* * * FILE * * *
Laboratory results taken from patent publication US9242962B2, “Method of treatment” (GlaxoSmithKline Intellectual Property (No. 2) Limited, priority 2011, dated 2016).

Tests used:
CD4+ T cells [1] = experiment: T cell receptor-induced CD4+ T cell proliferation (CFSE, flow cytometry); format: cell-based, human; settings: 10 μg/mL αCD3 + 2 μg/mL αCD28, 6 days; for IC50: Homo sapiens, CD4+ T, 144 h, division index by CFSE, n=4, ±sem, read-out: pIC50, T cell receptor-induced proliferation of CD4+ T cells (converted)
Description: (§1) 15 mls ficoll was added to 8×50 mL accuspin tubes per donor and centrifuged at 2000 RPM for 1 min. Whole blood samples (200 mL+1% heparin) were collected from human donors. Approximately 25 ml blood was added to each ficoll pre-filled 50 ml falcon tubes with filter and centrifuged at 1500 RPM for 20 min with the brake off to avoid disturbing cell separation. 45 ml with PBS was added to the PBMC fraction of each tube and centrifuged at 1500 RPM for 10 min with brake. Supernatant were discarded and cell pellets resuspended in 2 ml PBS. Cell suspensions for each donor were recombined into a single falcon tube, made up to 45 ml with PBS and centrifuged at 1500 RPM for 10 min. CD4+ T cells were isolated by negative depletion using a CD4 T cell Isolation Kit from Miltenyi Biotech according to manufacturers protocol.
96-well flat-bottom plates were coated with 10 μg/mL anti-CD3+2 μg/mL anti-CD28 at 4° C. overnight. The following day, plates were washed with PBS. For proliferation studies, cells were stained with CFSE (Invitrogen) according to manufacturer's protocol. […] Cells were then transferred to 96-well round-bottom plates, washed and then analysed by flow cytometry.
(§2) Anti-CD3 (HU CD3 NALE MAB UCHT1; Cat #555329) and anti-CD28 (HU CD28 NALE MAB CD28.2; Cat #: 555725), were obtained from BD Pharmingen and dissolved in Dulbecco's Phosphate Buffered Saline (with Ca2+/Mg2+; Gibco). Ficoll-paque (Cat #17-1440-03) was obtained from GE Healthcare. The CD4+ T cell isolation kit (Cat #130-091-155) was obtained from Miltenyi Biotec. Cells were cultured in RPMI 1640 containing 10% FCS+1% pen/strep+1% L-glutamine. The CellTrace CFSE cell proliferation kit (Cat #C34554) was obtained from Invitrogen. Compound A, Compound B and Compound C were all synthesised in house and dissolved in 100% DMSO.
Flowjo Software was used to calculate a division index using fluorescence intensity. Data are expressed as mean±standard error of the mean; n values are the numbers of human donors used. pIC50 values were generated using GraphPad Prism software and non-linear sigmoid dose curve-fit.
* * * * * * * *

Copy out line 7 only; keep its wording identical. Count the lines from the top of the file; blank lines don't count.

Flowjo Software was used to calculate a division index using fluorescence intensity. Data are expressed as mean±standard error of the mean; n values are the numbers of human donors used. pIC50 values were generated using GraphPad Prism software and non-linear sigmoid dose curve-fit.